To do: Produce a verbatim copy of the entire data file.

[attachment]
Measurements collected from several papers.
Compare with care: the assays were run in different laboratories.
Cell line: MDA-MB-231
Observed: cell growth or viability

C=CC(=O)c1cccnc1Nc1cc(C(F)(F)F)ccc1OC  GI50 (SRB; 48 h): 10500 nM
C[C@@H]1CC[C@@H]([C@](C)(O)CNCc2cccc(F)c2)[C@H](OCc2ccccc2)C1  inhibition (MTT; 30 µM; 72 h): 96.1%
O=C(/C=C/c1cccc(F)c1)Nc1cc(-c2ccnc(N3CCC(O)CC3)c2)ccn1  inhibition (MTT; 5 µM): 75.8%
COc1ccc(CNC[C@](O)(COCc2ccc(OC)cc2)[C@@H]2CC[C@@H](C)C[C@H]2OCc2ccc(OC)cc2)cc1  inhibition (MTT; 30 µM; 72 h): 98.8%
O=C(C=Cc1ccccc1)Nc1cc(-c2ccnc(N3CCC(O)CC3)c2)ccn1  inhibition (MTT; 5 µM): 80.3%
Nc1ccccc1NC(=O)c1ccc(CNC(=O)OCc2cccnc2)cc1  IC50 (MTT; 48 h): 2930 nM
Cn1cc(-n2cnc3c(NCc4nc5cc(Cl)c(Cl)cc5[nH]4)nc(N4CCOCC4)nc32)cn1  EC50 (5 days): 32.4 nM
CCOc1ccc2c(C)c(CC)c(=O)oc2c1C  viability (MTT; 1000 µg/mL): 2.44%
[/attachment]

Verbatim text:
Measurements collected from several papers.
Compare with care: the assays were run in different laboratories.
Cell line: MDA-MB-231
Observed: cell growth or viability

C=CC(=O)c1cccnc1Nc1cc(C(F)(F)F)ccc1OC  GI50 (SRB; 48 h): 10500 nM
C[C@@H]1CC[C@@H]([C@](C)(O)CNCc2cccc(F)c2)[C@H](OCc2ccccc2)C1  inhibition (MTT; 30 µM; 72 h): 96.1%
O=C(/C=C/c1cccc(F)c1)Nc1cc(-c2ccnc(N3CCC(O)CC3)c2)ccn1  inhibition (MTT; 5 µM): 75.8%
COc1ccc(CNC[C@](O)(COCc2ccc(OC)cc2)[C@@H]2CC[C@@H](C)C[C@H]2OCc2ccc(OC)cc2)cc1  inhibition (MTT; 30 µM; 72 h): 98.8%
O=C(C=Cc1ccccc1)Nc1cc(-c2ccnc(N3CCC(O)CC3)c2)ccn1  inhibition (MTT; 5 µM): 80.3%
Nc1ccccc1NC(=O)c1ccc(CNC(=O)OCc2cccnc2)cc1  IC50 (MTT; 48 h): 2930 nM
Cn1cc(-n2cnc3c(NCc4nc5cc(Cl)c(Cl)cc5[nH]4)nc(N4CCOCC4)nc32)cn1  EC50 (5 days): 32.4 nM
CCOc1ccc2c(C)c(CC)c(=O)oc2c1C  viability (MTT; 1000 µg/mL): 2.44%